The Epicurean

As you might know if you follow me on social media (@craftybeeress should you be so inclined), I enjoy a little competition retweet here and there. It was this little hobby that led me to win 2 tickets for The Epicurean which I popped along to last weekend.

The Epicurean, held at the Old Truman Brewery (great location), described itself as ‘London’s Unlimited Tasting Experience’. With over 1000 suppliers of fine wines, spirits and beers there was plenty to sample, the idea being that you might purchase a glass (called ‘a splash’ *gag*) to drink there and then or buy a bottle to take away. They also had a service where you could purchase bottles at the event and have them delivered to you (nice idea, but really more for the winos).There were also some talks and seminars going on throughout the 2 days. I should add here that tickets for this event were £25 each.

On arrival there we were given a wine glass (worth £12 apparently, but my goodness if you ever see me paying £12 for a single wine glass please tell me to check myself), a guide and a jute bag to carry our purchases.

Directly in front of us was the craft beer and spirits room so, of course, we headed straight towards it (when unlimited tasting is on the go you need to be sensible) and unleashed ourselves upon those poor, unsuspecting brewers. Now, I suppose what you all want to know is ‘how big were the samples?’ and, as you might anticipate, my answer is: variable. Sometimes we’d get a nice third, other times around 25ml and other times one tiddly drip into the glass. Most people we spoke to were so enthusiastic, wanted to talk to you about beer and were genuinely excited when you took a sip. Others? Not so much. Trying to get any information at all out of one particular beer brand was like trying to get blood out of stone and I did wonder if they had understood the concept before pitching up there. Also, for the first time in a very long time I had people who assumed that I was just there for the freebies, but would happily talk to my husband about beer until the cows came home. Make of that what you will.

But let’s talk about beer. I’m only going to talk about the good stuff and I’m only going to talk about brands who were nice to me because a) being negative is draining and b) I’m not giving anyone any publicity.

I want to talk about these awesome beers imported by World Beers who, by the way, were ace and passionate and wanted to talk about beer all day long.They also had a bucketful of Lion Stout with them which is always a winner.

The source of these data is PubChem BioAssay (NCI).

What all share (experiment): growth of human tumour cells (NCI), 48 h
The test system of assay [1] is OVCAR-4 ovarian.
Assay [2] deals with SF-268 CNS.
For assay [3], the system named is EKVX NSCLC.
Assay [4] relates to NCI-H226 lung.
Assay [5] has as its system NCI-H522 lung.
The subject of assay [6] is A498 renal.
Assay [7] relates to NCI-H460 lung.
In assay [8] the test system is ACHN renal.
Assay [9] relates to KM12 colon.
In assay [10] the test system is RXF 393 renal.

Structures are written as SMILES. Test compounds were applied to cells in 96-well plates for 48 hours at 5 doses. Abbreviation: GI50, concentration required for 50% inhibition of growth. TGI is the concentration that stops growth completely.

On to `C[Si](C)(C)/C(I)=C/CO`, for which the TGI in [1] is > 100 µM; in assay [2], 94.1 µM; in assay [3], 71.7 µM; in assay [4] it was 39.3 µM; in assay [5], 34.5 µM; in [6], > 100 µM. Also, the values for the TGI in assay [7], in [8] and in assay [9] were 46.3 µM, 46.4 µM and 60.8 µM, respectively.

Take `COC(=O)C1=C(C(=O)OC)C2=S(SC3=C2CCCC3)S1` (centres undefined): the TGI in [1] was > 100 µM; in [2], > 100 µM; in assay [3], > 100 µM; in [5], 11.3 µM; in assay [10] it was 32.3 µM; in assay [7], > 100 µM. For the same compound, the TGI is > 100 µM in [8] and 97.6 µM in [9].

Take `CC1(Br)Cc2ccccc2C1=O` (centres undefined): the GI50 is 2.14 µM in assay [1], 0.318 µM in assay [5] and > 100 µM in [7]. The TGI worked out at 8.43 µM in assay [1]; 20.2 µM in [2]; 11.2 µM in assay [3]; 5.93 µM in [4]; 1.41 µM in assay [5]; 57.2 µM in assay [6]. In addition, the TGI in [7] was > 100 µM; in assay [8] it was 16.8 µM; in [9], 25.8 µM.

The first one I tried was the Forest Bacuri Fruit by Amazon Beer (4.1% abv), which hailed from Brazil. Although I love elements of fruit in my beers I will rarely order a fruit beer, if you know what I mean, but having never heard of bacuri fruit I thought I’d give it a go. It was very sweet indeed, with lemony overtones and hints of passionfruit (which I assume was the bacuri). I think syrupy might be a good way of describing it, in terms of flavour rather than mouth feel. I know this doesn’t sound great, and it’s been absolutely thrashed on RateBeer, but I thought it was rather pleasant, just absolutely nothing like a beer. I think this might be a good one for wine/cocktail drinkers who say they don’t like beer, at which point you can whip this out and say ‘woah woah woah hold on a minute’. Which is exactly why I bought one.
Next we changed continent and tried a couple of beers from Birradamare, a brewery based in Rome and with some of the coolest bottles I have ever seen (the actual bottle itself not even the label). First up was La Zia Ale (5.5% abv), made with rosemary and artichoke. I know I can’t see you right now, but I promise I also made that face. Very herbal, but not overpowering, this beer is definitely one to have with food, particularly lamb and also with meaty pasta dishes too.
After that experimental pick I decided to choose something a little safer which was Kasta (5.8% abv), a blonde beer brewed with dry chestnuts. I found this to be perfectly balanced, with a sweet caramel and subtle smokiness. Would be fantastic paired with a pud. Any pud. As long as I have pud.


At this point we decided to head off and see Sophie Atherton. We knew this wasn’t an event for beer drinkers so it would be more of an introductory talk, but she is a great speaker and we were looking forward to hearing what she had to say. Unfortunately we heard about 10% of it as the talks were going on in a room in which a ton of other stuff was happening too. It was so loud, in fact, that you had to raise your voice just to talk to the person next to you, so the poor speakers had no chance at all! Bit of an oversight by the organisers there.
Another oversight was the provision of food. There was supposed to be a street food section (it’s all the rage innit), but by the time we got there only 2 food sellers remained and about half an hour into our session 1 of them had run out of food! Not sure it’s a great idea to ply thousands of people with unlimited booze and not give them anything to soak it up with. Indeed it was due to this that we had to cut our visit short and go out in search of Premium Kebabs.

Of course one of the reasons we were a bit squiffy was due to the many other fantastic drinks on offer. My particular favourites were Meloncello, Curio vodka (which just had the most beautiful branding) and Sxollie cider which I would highly recommend checking out.  

So all in all a bit of a mixed bag. I’d be interested to find out from those exhibiting how they found it, the impact it’s had and whether they’ll be doing it again.

Thanks to Budvar for the tickets (more about them in another post) and perhaps we’ll be visiting again next year…

Leave a Reply

Fill in your details below or click an icon to log in: Logo

You are commenting using your account. Log Out /  Change )

Facebook photo

You are commenting using your Facebook account. Log Out /  Change )

Connecting to %s